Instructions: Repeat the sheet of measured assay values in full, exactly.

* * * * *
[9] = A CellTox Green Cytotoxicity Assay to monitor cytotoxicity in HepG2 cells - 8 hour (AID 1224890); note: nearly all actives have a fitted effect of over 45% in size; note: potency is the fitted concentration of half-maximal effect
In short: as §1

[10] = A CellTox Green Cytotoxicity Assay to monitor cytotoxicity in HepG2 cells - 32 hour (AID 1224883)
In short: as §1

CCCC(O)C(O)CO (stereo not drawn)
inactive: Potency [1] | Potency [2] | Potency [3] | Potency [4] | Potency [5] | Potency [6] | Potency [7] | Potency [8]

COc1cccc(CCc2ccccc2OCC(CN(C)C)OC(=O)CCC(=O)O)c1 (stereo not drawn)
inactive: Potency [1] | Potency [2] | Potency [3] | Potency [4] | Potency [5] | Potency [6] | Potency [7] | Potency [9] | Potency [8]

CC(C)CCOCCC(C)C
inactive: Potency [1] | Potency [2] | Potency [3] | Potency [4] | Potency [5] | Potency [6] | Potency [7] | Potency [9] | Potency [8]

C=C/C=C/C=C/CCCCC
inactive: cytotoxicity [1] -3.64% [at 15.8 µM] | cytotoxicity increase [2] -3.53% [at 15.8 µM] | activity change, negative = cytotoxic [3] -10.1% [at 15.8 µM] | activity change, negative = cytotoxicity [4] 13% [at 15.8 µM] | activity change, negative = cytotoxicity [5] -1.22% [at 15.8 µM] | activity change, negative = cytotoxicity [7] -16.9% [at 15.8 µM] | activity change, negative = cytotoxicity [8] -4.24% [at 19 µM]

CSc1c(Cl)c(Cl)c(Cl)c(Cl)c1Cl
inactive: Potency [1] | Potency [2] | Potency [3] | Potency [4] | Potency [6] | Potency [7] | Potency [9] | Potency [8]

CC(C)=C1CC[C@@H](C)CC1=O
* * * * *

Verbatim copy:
[9] = A CellTox Green Cytotoxicity Assay to monitor cytotoxicity in HepG2 cells - 8 hour (AID 1224890); note: nearly all actives have a fitted effect of over 45% in size; note: potency is the fitted concentration of half-maximal effect
In short: as §1

[10] = A CellTox Green Cytotoxicity Assay to monitor cytotoxicity in HepG2 cells - 32 hour (AID 1224883)
In short: as §1

CCCC(O)C(O)CO (stereo not drawn)
inactive: Potency [1] | Potency [2] | Potency [3] | Potency [4] | Potency [5] | Potency [6] | Potency [7] | Potency [8]

COc1cccc(CCc2ccccc2OCC(CN(C)C)OC(=O)CCC(=O)O)c1 (stereo not drawn)
inactive: Potency [1] | Potency [2] | Potency [3] | Potency [4] | Potency [5] | Potency [6] | Potency [7] | Potency [9] | Potency [8]

CC(C)CCOCCC(C)C
inactive: Potency [1] | Potency [2] | Potency [3] | Potency [4] | Potency [5] | Potency [6] | Potency [7] | Potency [9] | Potency [8]

C=C/C=C/C=C/CCCCC
inactive: cytotoxicity [1] -3.64% [at 15.8 µM] | cytotoxicity increase [2] -3.53% [at 15.8 µM] | activity change, negative = cytotoxic [3] -10.1% [at 15.8 µM] | activity change, negative = cytotoxicity [4] 13% [at 15.8 µM] | activity change, negative = cytotoxicity [5] -1.22% [at 15.8 µM] | activity change, negative = cytotoxicity [7] -16.9% [at 15.8 µM] | activity change, negative = cytotoxicity [8] -4.24% [at 19 µM]

CSc1c(Cl)c(Cl)c(Cl)c(Cl)c1Cl
inactive: Potency [1] | Potency [2] | Potency [3] | Potency [4] | Potency [6] | Potency [7] | Potency [9] | Potency [8]

CC(C)=C1CC[C@@H](C)CC1=O